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Most people oppose Fairfax County’s consideration to increase the county restaurant or ‘meals’ tax. Currently, purchases at restaurants are subject to the same general sales tax as any other retail purchase. In Northern Virginia that’s 6 percent on top of the posted price. The Commonwealth of Virginia permits local municipalities to levy an additional meal-tax of up to 4 percent for a total of a 10 percent sales tax at restaurants.

Some people claim that the additional tax will lower employment, squeeze time-pressed families, suppress wages, and is a poor substitute for a thriftier budget. Regardless of the effects on particular interest groups, the proposed tax is poor policy even from a dispassionately economic point of view.

I’m not one to pass judgment on whether raising revenues or decreasing outlays is the appropriate fiscal response to the budgetary needs of Fairfax County. What I can tell you is that a prosperous community should have good tax policy. And a good tax policy is one which is simple and avoids pressuring the residents to make some purchases or avoid others. On these grounds the proposed tax is a bad idea.

What business would be hit by the new tax? Well, there’s a particular Commonwealth definition which tells us: “sellers of food for immediate consumption.” The tax would apply to establishments for whom prepared food sales constitute no less than 80 percent of total receipts. That’s kind of obscure, if you ask me.

There is a further litany of code and law which defines what constitutes “eligible food” with a maze of definitions and omissions. Is there an obvious economic reason to single out the restaurant industry in Fairfax County with a new tax? Not really. Virginia allows some discretion among localities to set tax policy. And taxing restaurants is one of those allowed ways. It appears that the primary reason that the county board members are singling out our restaurants is because “they can.”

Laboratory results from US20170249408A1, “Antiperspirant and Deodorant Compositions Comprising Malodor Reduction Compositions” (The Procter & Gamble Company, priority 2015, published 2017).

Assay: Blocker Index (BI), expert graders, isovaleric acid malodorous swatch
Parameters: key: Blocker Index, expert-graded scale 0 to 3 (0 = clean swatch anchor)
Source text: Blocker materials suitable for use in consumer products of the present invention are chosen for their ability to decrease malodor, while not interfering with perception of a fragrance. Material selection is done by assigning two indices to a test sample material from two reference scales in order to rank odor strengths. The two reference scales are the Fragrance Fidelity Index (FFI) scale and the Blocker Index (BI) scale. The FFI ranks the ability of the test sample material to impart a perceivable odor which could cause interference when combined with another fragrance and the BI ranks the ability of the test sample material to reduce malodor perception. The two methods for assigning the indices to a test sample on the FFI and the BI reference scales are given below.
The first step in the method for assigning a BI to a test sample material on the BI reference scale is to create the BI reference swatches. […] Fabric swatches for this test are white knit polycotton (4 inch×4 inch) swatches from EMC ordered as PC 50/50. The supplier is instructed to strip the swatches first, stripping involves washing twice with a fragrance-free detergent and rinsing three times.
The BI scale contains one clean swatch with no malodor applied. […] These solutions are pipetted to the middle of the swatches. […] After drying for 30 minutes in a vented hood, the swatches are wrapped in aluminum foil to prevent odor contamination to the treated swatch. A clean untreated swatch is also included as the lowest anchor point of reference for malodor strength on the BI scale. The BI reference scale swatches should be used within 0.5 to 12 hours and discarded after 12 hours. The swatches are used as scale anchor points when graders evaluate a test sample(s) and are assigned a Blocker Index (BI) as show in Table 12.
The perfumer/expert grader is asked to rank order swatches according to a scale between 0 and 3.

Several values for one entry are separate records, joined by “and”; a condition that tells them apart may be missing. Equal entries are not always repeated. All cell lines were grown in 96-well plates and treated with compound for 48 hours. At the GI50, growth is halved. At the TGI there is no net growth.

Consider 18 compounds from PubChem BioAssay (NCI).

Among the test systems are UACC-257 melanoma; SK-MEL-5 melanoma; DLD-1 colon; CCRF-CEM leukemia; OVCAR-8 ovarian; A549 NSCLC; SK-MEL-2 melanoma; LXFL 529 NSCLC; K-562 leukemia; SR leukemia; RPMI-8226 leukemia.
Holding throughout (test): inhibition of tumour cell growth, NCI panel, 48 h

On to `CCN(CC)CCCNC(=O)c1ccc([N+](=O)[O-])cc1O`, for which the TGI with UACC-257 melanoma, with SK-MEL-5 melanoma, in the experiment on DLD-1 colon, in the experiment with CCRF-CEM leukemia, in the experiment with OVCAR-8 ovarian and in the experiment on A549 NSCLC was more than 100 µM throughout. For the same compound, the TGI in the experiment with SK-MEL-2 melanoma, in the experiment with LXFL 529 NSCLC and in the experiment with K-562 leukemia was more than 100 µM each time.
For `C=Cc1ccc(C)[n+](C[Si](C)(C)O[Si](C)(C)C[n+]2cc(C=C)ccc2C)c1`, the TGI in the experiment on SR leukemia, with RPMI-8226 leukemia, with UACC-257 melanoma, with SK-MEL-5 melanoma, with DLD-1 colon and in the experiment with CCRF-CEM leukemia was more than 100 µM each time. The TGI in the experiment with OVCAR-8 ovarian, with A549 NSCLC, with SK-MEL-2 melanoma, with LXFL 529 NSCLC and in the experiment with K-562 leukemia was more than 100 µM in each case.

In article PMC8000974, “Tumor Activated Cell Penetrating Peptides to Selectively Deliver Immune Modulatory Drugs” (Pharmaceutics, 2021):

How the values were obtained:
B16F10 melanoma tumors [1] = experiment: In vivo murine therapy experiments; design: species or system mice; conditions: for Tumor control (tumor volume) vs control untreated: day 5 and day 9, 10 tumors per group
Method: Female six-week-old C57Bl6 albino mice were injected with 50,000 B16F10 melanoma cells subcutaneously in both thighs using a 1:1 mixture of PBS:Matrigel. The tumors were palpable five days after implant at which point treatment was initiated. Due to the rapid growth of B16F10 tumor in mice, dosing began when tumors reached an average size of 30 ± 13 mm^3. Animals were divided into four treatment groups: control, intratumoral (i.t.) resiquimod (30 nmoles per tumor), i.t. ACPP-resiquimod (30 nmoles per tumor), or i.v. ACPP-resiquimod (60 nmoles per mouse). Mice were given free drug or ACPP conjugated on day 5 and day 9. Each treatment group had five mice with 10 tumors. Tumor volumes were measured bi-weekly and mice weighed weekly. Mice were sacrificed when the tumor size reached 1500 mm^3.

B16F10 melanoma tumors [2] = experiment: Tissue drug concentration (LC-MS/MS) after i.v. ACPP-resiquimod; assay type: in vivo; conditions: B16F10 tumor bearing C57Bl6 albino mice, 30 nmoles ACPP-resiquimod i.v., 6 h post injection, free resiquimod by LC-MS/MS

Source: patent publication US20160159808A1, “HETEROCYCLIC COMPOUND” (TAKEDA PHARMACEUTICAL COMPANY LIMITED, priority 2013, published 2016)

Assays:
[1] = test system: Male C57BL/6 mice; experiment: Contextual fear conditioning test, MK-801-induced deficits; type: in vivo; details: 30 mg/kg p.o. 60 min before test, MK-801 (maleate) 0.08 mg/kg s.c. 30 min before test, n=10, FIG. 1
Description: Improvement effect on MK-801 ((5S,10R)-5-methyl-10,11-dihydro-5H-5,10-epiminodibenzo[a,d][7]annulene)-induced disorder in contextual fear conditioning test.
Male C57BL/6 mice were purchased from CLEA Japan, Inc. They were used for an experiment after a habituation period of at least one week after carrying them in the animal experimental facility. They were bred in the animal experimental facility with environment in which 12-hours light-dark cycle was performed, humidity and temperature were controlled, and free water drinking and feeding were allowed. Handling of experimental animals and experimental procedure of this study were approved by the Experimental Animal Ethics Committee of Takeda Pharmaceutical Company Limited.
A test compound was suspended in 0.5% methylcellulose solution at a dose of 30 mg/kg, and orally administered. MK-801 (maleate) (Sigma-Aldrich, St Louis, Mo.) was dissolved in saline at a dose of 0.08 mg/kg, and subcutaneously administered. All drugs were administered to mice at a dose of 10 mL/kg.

There have also been mentions that the tax would primarily fall on commuters who don’t reside in the county. The implication is that other people will pay for our government. Such an implication is fallacious prima facie. Just because most restaurant customers are commuters does not make the cost lower for local patrons to visit a local eatery. Further, neighborhood restaurants will not be able to pass on the entirety of the tax to customers - restaurant revenues will fall. And since the value of each property is determined by profitability, property tax revenues will be lower to boot.

Consumers will also shift their consumption on the margin. Rather than going out to eat so frequently, people will cut back – even if just a little. It is true that grocers will see a small increase in sales as people shift purchases away from the higher taxed restaurants. But why give preferred tax treatment to grocers over restaurateurs? Is there any reason that the county board wants to push people away from restaurants? Is food from the grocery store inherently better than food from a bistro, café, or sandwich shop? The answer is surely not the same for everyone.

Of course, all taxes reduce the amount of money that is left over in the family budget. There is no such thing as a free lunch. The money has to come from somewhere. We should keep the sales tax uniform across as many goods and services as we can. The fact that adjacent counties have special meal-taxes has no bearing on whether the distortionary tax is a good policy for our county.

Maybe reducing the number of sales tax exemptions is an alternative. Tax experts across the political spectrum, such as at The Tax Foundation, agree that simple and neutral taxes are better for prosperity and growth. If we really need to increase taxes, then we should increase the property tax and be explicit about it. We should be transparent and above board about our municipal revenue needs rather than tuck various taxes into nooks and crannies of our local economy.

A ‘meal-tax’ seems like a ridiculous way to determine who should carry the greater burden of government expenditures. The Fairfax County government might indeed need more revenue. But the board members also have the responsibility to maintain a level playing field and ensure that we all bear our fair share of funding the local municipal services.

Zachary Bartsch, Fairfax